What Does This Atypical Donation Say About the State of Regional Higher Ed Fundraising?

  Istimages/shutterstock

 Istimages/shutterstock

Universities continue to rake in mountains of cash, thanks to a bullish stock market, alumni donors who made their millions far from familiar coastal enclaves, and fundraising teams that never stop fundraising.

This perfect storm occasionally generates some rather unconventional gifts. 

American University, for instance, recently netted a conference venue in Northern Virginia known as the Airlie Center, a donation valued at about $15 million. UC San Diego received a $4.7 million grant from the Ray and Tye Noorda Foundation to study autism spectrum disorders. The catch? The study will focus on the therapeutic benefits of medical cannabis research, historically a "third rail" for university fundraisers.

Now comes word that the University of Southern Maine (USM) has received what it describes as the largest gift in its history—a vast map collection, including a 1475 map of the Holy Land and the first modern printed map, valued at approximately $100 million from longtime patron Harold Osher. (An Osher family spokesman said the total could be as high as $200 million.)

Osher, a retired cardiologist, donated his initial collection of historic maps, charts, and documents to USM in 1989. Five years later, the university opened the Osher Map Library and Smith Center for Cartographic Education. The Osher Map library now has about 450,000 maps in its collection, including gifts from other collectors.

Harold and wife Peggy have also provided extensive support to the Portland Museum of Art. Peggy was involved with the museum since 1961 and served on its board of trustees for more than 50 years. The museum made Peggy a lifetime trustee in 2011.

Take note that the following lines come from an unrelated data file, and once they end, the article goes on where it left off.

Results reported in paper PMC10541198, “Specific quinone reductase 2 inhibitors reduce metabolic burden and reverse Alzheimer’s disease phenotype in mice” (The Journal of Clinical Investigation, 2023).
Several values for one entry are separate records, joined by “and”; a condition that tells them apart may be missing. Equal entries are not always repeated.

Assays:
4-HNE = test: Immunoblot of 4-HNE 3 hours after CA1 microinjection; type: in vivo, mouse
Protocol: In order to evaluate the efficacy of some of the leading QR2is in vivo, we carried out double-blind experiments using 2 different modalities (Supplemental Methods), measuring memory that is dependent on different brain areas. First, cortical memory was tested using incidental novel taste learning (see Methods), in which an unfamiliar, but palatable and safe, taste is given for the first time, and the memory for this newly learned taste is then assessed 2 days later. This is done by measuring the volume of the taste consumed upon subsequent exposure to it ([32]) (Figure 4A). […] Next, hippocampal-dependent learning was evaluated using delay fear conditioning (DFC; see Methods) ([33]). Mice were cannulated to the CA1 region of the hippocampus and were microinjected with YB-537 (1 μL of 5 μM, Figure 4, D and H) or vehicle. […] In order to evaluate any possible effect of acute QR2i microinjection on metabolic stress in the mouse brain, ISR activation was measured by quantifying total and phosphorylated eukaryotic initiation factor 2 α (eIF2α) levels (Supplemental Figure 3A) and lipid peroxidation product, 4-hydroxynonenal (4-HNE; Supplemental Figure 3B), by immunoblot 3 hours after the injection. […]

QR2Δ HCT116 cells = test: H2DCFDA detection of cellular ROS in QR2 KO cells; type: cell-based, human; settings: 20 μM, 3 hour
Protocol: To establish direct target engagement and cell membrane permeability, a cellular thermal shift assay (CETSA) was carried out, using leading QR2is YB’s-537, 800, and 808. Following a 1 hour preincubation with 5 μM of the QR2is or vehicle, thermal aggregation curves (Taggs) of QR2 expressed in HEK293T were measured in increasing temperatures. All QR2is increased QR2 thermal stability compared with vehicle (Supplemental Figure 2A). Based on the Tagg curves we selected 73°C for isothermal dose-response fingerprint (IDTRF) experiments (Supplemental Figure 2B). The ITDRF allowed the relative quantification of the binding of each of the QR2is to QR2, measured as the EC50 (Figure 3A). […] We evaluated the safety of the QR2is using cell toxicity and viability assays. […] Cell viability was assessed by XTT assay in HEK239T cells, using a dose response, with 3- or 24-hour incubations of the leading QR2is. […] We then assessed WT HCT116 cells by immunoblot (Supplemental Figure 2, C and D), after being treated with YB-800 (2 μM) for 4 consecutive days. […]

In 2013, the museum displayed the Oshers' Winslow Homer wood engravings related to the Civil War. "You have to be lucky and able to do it," Harold said at the time. "You have to have the time and the funds and the energy to find these things and put them together. We’re happy to donate them, because now everybody can see them. That’s the whole point."

"We live in Portland, and the Portland Museum of Art is a world-class small museum. It’s a very rewarding thing."

After Peggy passed in May, PMA Director Mark Bessire said she brought the museum "into the modern world," and was tireless in her efforts to build its collections and education programs.

The Oshers aren't the only donors providing big-city support to what Harold called a "world-class small museum."

A couple years back, Judy and Leonard Lauder gave the Portland Museum of Art a $5 million matching donation to increase its endowment by a total of $15 million. Eschewing the trappings of risky capital projects that have plagued larger museums like the Met, their statement read, "While we recognize the importance of buildings, we also recognize the tremendous importance of economic stability for cultural institutions."

Harold Osher's recent donation of maps also includes an undisclosed amount of cash to supplement an existing $3 million endowment. Family spokesman Glenn Parkinson said the gift was coincidental to Peggy Osher’s death. "This has been in the works for a long time, and unfortunately, she died just before the resolution."

University President Glenn Cummings described the gift as "a transformative partnership. It’s one of the most significant collections in the country, and it is the largest gift in USM history and potentially in UMaine system history. We’ve never had a gift of that size or value."

By bringing the Portland Museum of Art into the "modern word" and supporting USM's efforts to build one of the "most significant" collections of maps in the country, the cumulative impact of the Oshers' philanthropy exemplifies another driver behind the ongoing higher ed fundraising goldrush: The rise of regional donors using their millions to put places like Portland, Maine on the map.